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original title:



Gabriele Salvatores, from the play by Trevor Griffiths with the same title


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The play is set in the bleakness of 1970s Manchester, changing scene from a school classroom to a social club and back again. Various evening classes take place in the classroom, including a stand-up comedy course taught by Eddie Waters, a retired comedian.
Act 1
The play opens in a classroom on a rainy night, where the school caretaker is cleaning graffiti off a blackboard. Gethin Price, a young man, enters and begins to shave. One by one, Phil Murray, George McBrain, Sammy Samuels and Mick Connor file into the room, as they discuss their outfits for later that night. Eddie Waters, the teacher of their stand-up comedy evening class, comes in. Eventually Ged Murray completes the class, and they swap jokes and begin to warm up. Later on, they will perform in front of Bert Challenor, the President of the Comedy Federation, who has come up from London to scout for talent. Waters takes exception to a misogynistic rhyme told by Price, and takes the opportunity to denounce sexist, racist and other such forms of comedy, explaining that they feed on ignorance and "starve the audience". Mr Patel, an Asian man, walks into the room, having mistaken this class for a different one. Waters welcomes him and allows him to stay in the room. Waters then makes the stand-ups recount a serious story from their past, creating a tense and emotional atmosphere. Breaking into this, Challenor enters and greets the men who will perform for him tonight. He gives some words of advice about what he is looking for, in stark contradiction to the lessons Waters has been trying to teach, and leaves. In his wake, the men have frantic arguments over whether to change their act to please the scout.
Act 2
The action moves to the club, the scene of the men's performances. First on is Mick Connor, who delivers a routine based on his identity as an Irishman in England, staying true to his previous stand-up. Next up is Sammy Samuels, who offers a fast-paced collection of jokes about women and sex, as well as satirising his Jewishness. He has sold out for a shot at fame. Thirdly, the brothers Ged and Phil Murray begin a chaotic performance in which they have an argument onstage about their act, resulting in a dismal failure. Then George McBrain tells a range of racist and sexist jokes. Lastly, Gethin Price comes carrying a tiny violin and bow, dressed in a bizarre mime-style outfit. After crushing the violin, he launches into a kata and other kung fu exercises. Two shop mannequins, a man and woman, are illuminated in the corner. Price begins a crazed conversation with the dummies before stabbing them and shouting a stream-of-consciousness monologue. He plays The Red Flag on another, unbroken violin, and leaves. The Club Secretary restarts the bingo.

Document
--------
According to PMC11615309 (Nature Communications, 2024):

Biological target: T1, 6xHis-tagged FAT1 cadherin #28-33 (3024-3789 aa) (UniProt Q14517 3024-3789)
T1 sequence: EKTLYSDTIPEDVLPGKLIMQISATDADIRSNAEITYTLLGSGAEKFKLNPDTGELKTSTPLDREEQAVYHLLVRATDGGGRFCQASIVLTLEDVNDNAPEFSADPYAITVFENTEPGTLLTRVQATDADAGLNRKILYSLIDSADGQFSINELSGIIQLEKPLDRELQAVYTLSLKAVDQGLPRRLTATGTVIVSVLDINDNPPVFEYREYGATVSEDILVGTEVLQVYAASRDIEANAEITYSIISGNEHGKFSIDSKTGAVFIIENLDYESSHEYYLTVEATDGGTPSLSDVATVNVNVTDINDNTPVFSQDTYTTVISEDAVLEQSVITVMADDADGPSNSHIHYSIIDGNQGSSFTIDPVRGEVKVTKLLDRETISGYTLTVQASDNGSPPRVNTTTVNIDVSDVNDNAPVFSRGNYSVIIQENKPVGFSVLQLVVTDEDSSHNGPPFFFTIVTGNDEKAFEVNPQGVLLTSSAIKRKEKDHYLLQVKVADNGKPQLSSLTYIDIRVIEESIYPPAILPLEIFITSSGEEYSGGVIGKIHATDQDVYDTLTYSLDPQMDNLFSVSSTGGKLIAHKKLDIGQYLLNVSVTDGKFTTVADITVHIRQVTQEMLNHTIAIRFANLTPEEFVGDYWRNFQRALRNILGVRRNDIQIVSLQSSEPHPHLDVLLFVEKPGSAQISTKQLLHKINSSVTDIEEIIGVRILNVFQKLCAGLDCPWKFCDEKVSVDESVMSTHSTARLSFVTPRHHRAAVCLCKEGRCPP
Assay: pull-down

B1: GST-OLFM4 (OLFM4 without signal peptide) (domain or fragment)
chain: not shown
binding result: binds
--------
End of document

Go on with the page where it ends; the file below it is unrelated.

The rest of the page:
Act 3
The comedians are back in the classroom after the show. Samuels and McBrain attack Price for his surrealist routine, while Connor, Ged and Phil feel dejected after their performances. Challenor enters and assesses the men act by act. Connor and the Murray brothers are admonished, while Samuels and McBrain are praised for their stereotyped jokes that titillate the audience. He reserves the strongest condemnation for Price, who he describes as "aggressively unfunny" and "repulsive". After summarising, Challenor reveals that he will take Samuels and McBrain under his wing, and exits. Most of the men leave for the pub, and only Waters, Price and Mr Patel remain. Waters tells Price that his act was brilliant, and goes on to tell an emotionally charged anecdote about performing comedy during the Second World War in Bielefeld. Price leaves, the men parting on good terms. Finally, Mr Patel tells a joke to Waters, and they exit the classroom.
(Source: Wikipedia)